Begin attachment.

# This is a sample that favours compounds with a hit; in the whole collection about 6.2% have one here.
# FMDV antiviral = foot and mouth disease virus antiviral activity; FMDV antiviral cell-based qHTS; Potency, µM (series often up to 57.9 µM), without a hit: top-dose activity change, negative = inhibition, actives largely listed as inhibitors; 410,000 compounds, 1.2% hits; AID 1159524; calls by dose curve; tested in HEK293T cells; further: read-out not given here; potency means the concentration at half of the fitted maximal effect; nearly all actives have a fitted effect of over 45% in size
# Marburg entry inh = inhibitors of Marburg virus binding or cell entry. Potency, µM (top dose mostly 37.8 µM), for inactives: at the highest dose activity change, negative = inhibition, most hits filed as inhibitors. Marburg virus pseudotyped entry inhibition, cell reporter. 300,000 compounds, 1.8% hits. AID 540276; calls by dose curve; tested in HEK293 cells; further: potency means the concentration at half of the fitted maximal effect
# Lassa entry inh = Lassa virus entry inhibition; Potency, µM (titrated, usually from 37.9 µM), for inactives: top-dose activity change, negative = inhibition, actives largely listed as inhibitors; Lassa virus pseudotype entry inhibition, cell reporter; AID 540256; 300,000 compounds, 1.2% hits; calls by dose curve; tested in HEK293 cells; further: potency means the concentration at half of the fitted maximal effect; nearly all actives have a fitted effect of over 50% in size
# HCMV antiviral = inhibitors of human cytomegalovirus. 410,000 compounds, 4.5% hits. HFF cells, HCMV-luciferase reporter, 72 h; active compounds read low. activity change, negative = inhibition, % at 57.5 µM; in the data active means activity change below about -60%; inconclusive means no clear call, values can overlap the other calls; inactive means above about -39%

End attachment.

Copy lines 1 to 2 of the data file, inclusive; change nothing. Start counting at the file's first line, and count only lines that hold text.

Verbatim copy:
# This is a sample that favours compounds with a hit; in the whole collection about 6.2% have one here.
# FMDV antiviral = foot and mouth disease virus antiviral activity; FMDV antiviral cell-based qHTS; Potency, µM (series often up to 57.9 µM), without a hit: top-dose activity change, negative = inhibition, actives largely listed as inhibitors; 410,000 compounds, 1.2% hits; AID 1159524; calls by dose curve; tested in HEK293T cells; further: read-out not given here; potency means the concentration at half of the fitted maximal effect; nearly all actives have a fitted effect of over 45% in size